4. It takes longer than a sane mind can comprehend.

    This is why sending out to one person at a time is bogus.

    It’s also why you can’t try to just follow the market, you have anticipate it.

    Don’t look for where the market is, look for where it isn’t, look for holes and try to fill them. (Incidentally that was my motto when I was a teenager.) Of course while that makes sense, editors tend to drive using only the rear-view mirror. Which is how we end up with 9,000 wizard books followed immediately by 9,000 vampire books, followed then by 9,000 dystopian books.


  5. Dear Michael Grant,




  6. …while I’ve just been waiting patiently for your next blog entry.


  7. Rhonda:

    On behalf of my gender: Yes. Yes, we are.


  8. I understand patience, but at what point do I move on? Six months after submitting to an agency that promises to respond (ahem, Upstart…) but no word? Not even a rejection?

    Am I an idiot, or just naive?


  9. Wonderful post! Is there a point where new media tools will start to shrink the timetable?


  10. “Sippeth Much Coffee?”

    God must be VERY pleased with me.


  11. Thank you Chris. That’s the first time I saw that type of information outlined like that. Does great for the nerves! I’ve learned to tell people around me who inquire (nicely about the project and status) “If it happens, it won’t happen overnight.”
    And I just say that in my head over, and over and over..

    I think some authors who have MSs submitted sometimes fear two things while they wait. 1) they’ll be forgotten about or 2) The agent will have a serious, 360 degree change of mind about the project and never contact them again lol.

    And in the meantime you find yourself thinking things like “Well if Agent (blank) *really* loved the project ..they would have called back in 2 days!”

    Silly I suppose…is that even true? 🙂


  12. Chris, this is very sound advice. And instead of being disheartening to me, it actually helped me in my waiting.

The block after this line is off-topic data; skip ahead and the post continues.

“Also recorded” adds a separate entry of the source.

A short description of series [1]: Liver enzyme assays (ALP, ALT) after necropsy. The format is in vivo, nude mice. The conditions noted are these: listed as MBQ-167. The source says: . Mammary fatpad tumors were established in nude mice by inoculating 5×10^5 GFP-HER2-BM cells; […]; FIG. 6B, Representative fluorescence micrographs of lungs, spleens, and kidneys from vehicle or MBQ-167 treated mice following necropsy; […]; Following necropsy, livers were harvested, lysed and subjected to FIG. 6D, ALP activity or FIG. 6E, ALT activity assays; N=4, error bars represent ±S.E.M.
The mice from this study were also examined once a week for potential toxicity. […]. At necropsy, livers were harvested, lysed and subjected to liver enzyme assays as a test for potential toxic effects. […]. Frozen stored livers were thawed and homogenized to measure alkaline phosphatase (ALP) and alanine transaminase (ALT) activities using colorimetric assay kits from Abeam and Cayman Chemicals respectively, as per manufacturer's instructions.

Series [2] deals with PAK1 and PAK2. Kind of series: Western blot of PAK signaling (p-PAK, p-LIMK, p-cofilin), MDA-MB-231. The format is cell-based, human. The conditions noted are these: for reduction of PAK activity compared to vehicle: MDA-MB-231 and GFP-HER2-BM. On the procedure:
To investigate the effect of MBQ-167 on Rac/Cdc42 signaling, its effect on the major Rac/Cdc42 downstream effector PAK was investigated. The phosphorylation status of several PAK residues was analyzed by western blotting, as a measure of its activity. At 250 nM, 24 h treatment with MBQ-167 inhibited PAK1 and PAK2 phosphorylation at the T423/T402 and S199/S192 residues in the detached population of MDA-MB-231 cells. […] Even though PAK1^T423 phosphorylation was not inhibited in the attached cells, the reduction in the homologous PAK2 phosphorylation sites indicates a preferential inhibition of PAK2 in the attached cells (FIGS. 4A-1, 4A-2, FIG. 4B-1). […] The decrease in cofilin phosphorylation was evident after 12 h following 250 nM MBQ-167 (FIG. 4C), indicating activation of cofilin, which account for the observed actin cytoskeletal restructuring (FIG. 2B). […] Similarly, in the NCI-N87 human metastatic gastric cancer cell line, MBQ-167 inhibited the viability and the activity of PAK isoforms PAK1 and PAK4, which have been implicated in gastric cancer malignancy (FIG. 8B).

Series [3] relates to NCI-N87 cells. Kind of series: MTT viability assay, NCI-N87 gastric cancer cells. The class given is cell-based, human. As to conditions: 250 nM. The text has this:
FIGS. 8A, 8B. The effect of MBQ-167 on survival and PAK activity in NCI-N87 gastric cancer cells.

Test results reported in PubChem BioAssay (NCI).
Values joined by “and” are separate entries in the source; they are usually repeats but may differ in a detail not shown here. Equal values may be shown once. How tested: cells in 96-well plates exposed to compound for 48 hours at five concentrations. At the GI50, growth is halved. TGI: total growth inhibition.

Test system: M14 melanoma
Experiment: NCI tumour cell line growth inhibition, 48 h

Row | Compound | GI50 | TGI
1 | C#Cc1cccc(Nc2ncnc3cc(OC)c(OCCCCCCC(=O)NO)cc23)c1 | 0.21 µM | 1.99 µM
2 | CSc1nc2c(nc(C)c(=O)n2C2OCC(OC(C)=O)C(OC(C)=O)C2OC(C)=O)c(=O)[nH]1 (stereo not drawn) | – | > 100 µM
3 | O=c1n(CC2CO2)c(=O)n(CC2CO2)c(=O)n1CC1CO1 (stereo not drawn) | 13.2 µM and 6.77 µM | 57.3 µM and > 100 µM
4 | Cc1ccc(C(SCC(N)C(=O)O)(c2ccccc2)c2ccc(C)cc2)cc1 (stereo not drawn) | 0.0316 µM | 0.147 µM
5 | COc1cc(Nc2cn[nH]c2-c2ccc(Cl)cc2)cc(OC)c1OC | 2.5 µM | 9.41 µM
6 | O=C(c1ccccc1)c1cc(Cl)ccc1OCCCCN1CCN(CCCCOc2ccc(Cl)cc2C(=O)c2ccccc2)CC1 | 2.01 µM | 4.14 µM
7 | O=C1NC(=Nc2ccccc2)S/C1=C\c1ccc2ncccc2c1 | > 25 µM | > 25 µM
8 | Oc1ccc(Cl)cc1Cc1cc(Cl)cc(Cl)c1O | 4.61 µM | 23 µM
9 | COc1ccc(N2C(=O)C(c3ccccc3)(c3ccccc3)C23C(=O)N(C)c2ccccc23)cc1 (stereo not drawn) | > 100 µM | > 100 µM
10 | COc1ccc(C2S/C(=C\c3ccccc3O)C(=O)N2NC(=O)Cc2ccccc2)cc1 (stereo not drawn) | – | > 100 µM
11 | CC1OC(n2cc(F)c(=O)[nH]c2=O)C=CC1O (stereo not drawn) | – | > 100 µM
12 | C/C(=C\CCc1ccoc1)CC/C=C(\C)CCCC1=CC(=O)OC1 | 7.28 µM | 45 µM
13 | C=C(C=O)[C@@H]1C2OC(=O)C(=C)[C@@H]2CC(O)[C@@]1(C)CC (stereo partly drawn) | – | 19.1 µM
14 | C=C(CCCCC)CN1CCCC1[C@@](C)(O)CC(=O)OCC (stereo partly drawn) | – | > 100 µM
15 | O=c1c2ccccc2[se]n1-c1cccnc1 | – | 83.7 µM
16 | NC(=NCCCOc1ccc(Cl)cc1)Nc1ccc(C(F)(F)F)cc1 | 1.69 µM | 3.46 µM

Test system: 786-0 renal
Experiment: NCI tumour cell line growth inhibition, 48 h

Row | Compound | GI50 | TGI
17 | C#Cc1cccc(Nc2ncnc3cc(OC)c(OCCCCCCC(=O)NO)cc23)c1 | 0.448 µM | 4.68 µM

I’m going to be in Sioux Falls this weekend and am looking forward to meeting you. Safe travels!

    Roxane B. Salonen


  13. Thank you for such an informative post, Chris. The whole process definitely does seem to be a waiting game–though I guess it’s the best kind of game, isn’t it? I haven’t started querying yet, but I have definitely had moments of frustration with the writing process.

    Whenever I start to get impatient about the writing, I sit back and remind myself why I’m doing this in the first place: because I love to write. That seems to help make the frustration bearable 🙂

    Thanks again, and I’m looking forward to your next post.



  14. Thank you for such an informative, encouraging post, Chris. This process can be so frustrating, but when I find myself losing patience, I try to remember why I started writing in the first place: because I love it and it makes me happy.

    That usually helps redirect the frustration into the inspiration I need to keep plugging away.


  15. Four months from submission to representation sounds pretty quick to me. I think some of us need a lot more patience than that author!


  16. ahhh, patience.

    Thanks for the outline. It’s nice to see a real time line, not just an estimate.

    How did you keep track?


  17. […] Richman at Upstart Crowe Agency wrote a blog post recently called On Patience. He gives a timeline of a query sent to him in Dec 2008 and finally ending with a publishing […]